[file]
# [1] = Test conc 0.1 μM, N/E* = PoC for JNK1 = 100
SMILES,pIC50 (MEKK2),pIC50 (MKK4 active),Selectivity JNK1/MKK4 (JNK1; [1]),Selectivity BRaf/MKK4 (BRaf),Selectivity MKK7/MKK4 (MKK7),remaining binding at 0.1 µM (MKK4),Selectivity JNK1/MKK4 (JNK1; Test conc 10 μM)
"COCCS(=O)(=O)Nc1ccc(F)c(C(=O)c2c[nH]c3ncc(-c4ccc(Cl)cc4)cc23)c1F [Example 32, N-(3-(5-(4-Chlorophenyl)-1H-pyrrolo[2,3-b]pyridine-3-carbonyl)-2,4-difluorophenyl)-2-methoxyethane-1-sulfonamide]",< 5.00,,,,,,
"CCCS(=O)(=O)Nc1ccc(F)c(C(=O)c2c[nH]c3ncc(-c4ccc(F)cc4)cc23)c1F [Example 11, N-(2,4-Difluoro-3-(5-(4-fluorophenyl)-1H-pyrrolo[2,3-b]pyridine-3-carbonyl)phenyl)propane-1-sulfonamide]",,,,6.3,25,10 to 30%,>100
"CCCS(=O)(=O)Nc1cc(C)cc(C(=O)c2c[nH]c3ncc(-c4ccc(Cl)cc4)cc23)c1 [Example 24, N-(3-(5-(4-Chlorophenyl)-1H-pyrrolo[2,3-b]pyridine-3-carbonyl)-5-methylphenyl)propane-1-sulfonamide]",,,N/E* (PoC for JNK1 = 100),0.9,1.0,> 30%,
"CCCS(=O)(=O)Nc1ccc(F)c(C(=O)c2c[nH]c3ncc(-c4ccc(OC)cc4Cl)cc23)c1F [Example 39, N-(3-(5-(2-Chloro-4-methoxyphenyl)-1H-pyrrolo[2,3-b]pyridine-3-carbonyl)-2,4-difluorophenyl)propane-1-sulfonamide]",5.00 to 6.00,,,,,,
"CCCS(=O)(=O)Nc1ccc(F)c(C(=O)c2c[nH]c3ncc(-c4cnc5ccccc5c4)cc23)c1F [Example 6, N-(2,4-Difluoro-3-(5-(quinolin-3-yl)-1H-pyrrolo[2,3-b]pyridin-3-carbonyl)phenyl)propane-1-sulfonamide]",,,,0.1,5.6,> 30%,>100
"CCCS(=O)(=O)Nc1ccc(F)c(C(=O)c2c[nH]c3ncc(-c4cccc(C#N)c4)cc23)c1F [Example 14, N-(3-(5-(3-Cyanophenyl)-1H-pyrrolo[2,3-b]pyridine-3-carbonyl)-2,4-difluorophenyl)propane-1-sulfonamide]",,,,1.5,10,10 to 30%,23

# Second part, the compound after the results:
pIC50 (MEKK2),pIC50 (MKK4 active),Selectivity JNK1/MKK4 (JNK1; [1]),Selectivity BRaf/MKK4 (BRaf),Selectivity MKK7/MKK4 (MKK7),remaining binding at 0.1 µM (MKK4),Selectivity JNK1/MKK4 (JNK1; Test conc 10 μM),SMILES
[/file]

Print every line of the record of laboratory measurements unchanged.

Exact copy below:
# [1] = Test conc 0.1 μM, N/E* = PoC for JNK1 = 100
SMILES,pIC50 (MEKK2),pIC50 (MKK4 active),Selectivity JNK1/MKK4 (JNK1; [1]),Selectivity BRaf/MKK4 (BRaf),Selectivity MKK7/MKK4 (MKK7),remaining binding at 0.1 µM (MKK4),Selectivity JNK1/MKK4 (JNK1; Test conc 10 μM)
"COCCS(=O)(=O)Nc1ccc(F)c(C(=O)c2c[nH]c3ncc(-c4ccc(Cl)cc4)cc23)c1F [Example 32, N-(3-(5-(4-Chlorophenyl)-1H-pyrrolo[2,3-b]pyridine-3-carbonyl)-2,4-difluorophenyl)-2-methoxyethane-1-sulfonamide]",< 5.00,,,,,,
"CCCS(=O)(=O)Nc1ccc(F)c(C(=O)c2c[nH]c3ncc(-c4ccc(F)cc4)cc23)c1F [Example 11, N-(2,4-Difluoro-3-(5-(4-fluorophenyl)-1H-pyrrolo[2,3-b]pyridine-3-carbonyl)phenyl)propane-1-sulfonamide]",,,,6.3,25,10 to 30%,>100
"CCCS(=O)(=O)Nc1cc(C)cc(C(=O)c2c[nH]c3ncc(-c4ccc(Cl)cc4)cc23)c1 [Example 24, N-(3-(5-(4-Chlorophenyl)-1H-pyrrolo[2,3-b]pyridine-3-carbonyl)-5-methylphenyl)propane-1-sulfonamide]",,,N/E* (PoC for JNK1 = 100),0.9,1.0,> 30%,
"CCCS(=O)(=O)Nc1ccc(F)c(C(=O)c2c[nH]c3ncc(-c4ccc(OC)cc4Cl)cc23)c1F [Example 39, N-(3-(5-(2-Chloro-4-methoxyphenyl)-1H-pyrrolo[2,3-b]pyridine-3-carbonyl)-2,4-difluorophenyl)propane-1-sulfonamide]",5.00 to 6.00,,,,,,
"CCCS(=O)(=O)Nc1ccc(F)c(C(=O)c2c[nH]c3ncc(-c4cnc5ccccc5c4)cc23)c1F [Example 6, N-(2,4-Difluoro-3-(5-(quinolin-3-yl)-1H-pyrrolo[2,3-b]pyridin-3-carbonyl)phenyl)propane-1-sulfonamide]",,,,0.1,5.6,> 30%,>100
"CCCS(=O)(=O)Nc1ccc(F)c(C(=O)c2c[nH]c3ncc(-c4cccc(C#N)c4)cc23)c1F [Example 14, N-(3-(5-(3-Cyanophenyl)-1H-pyrrolo[2,3-b]pyridine-3-carbonyl)-2,4-difluorophenyl)propane-1-sulfonamide]",,,,1.5,10,10 to 30%,23

# Second part, the compound after the results:
pIC50 (MEKK2),pIC50 (MKK4 active),Selectivity JNK1/MKK4 (JNK1; [1]),Selectivity BRaf/MKK4 (BRaf),Selectivity MKK7/MKK4 (MKK7),remaining binding at 0.1 µM (MKK4),Selectivity JNK1/MKK4 (JNK1; Test conc 10 μM),SMILES